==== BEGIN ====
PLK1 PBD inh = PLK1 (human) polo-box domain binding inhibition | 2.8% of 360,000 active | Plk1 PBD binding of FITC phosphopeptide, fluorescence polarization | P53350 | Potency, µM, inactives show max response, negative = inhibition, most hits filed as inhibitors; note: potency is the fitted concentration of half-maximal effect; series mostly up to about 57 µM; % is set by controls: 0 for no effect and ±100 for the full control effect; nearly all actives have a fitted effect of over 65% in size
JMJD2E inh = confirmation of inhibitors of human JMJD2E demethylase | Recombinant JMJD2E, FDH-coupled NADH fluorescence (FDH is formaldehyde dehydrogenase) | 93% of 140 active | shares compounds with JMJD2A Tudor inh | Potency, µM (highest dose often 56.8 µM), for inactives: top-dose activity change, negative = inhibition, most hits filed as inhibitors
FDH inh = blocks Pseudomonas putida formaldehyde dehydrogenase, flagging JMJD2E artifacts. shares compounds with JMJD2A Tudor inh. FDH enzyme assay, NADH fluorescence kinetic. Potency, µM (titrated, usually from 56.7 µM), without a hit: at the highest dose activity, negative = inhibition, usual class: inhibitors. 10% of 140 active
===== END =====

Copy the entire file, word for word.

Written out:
PLK1 PBD inh = PLK1 (human) polo-box domain binding inhibition | 2.8% of 360,000 active | Plk1 PBD binding of FITC phosphopeptide, fluorescence polarization | P53350 | Potency, µM, inactives show max response, negative = inhibition, most hits filed as inhibitors; note: potency is the fitted concentration of half-maximal effect; series mostly up to about 57 µM; % is set by controls: 0 for no effect and ±100 for the full control effect; nearly all actives have a fitted effect of over 65% in size
JMJD2E inh = confirmation of inhibitors of human JMJD2E demethylase | Recombinant JMJD2E, FDH-coupled NADH fluorescence (FDH is formaldehyde dehydrogenase) | 93% of 140 active | shares compounds with JMJD2A Tudor inh | Potency, µM (highest dose often 56.8 µM), for inactives: top-dose activity change, negative = inhibition, most hits filed as inhibitors
FDH inh = blocks Pseudomonas putida formaldehyde dehydrogenase, flagging JMJD2E artifacts. shares compounds with JMJD2A Tudor inh. FDH enzyme assay, NADH fluorescence kinetic. Potency, µM (titrated, usually from 56.7 µM), without a hit: at the highest dose activity, negative = inhibition, usual class: inhibitors. 10% of 140 active